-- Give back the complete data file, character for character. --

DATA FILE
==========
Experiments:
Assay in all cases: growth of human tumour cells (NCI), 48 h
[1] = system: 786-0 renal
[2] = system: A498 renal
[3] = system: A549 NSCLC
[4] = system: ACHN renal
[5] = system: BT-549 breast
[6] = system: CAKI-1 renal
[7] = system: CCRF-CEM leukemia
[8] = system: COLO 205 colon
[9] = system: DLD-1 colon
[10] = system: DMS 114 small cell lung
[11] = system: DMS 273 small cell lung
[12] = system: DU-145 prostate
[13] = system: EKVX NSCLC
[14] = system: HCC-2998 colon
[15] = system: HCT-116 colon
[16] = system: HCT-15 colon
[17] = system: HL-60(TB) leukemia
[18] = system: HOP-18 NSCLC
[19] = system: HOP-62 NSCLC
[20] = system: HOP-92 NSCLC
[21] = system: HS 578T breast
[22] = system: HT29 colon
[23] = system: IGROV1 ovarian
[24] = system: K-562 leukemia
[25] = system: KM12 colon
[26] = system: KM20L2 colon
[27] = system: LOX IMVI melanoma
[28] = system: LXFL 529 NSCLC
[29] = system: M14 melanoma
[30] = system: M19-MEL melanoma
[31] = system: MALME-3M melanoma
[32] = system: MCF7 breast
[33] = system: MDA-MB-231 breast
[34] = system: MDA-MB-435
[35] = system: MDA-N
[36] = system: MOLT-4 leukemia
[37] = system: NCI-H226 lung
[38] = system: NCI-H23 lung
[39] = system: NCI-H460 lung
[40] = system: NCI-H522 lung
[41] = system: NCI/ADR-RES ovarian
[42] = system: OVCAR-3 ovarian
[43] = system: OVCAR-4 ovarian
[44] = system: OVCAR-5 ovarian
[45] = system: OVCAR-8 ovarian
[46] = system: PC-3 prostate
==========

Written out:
Experiments:
Assay in all cases: growth of human tumour cells (NCI), 48 h
[1] = system: 786-0 renal
[2] = system: A498 renal
[3] = system: A549 NSCLC
[4] = system: ACHN renal
[5] = system: BT-549 breast
[6] = system: CAKI-1 renal
[7] = system: CCRF-CEM leukemia
[8] = system: COLO 205 colon
[9] = system: DLD-1 colon
[10] = system: DMS 114 small cell lung
[11] = system: DMS 273 small cell lung
[12] = system: DU-145 prostate
[13] = system: EKVX NSCLC
[14] = system: HCC-2998 colon
[15] = system: HCT-116 colon
[16] = system: HCT-15 colon
[17] = system: HL-60(TB) leukemia
[18] = system: HOP-18 NSCLC
[19] = system: HOP-62 NSCLC
[20] = system: HOP-92 NSCLC
[21] = system: HS 578T breast
[22] = system: HT29 colon
[23] = system: IGROV1 ovarian
[24] = system: K-562 leukemia
[25] = system: KM12 colon
[26] = system: KM20L2 colon
[27] = system: LOX IMVI melanoma
[28] = system: LXFL 529 NSCLC
[29] = system: M14 melanoma
[30] = system: M19-MEL melanoma
[31] = system: MALME-3M melanoma
[32] = system: MCF7 breast
[33] = system: MDA-MB-231 breast
[34] = system: MDA-MB-435
[35] = system: MDA-N
[36] = system: MOLT-4 leukemia
[37] = system: NCI-H226 lung
[38] = system: NCI-H23 lung
[39] = system: NCI-H460 lung
[40] = system: NCI-H522 lung
[41] = system: NCI/ADR-RES ovarian
[42] = system: OVCAR-3 ovarian
[43] = system: OVCAR-4 ovarian
[44] = system: OVCAR-5 ovarian
[45] = system: OVCAR-8 ovarian
[46] = system: PC-3 prostate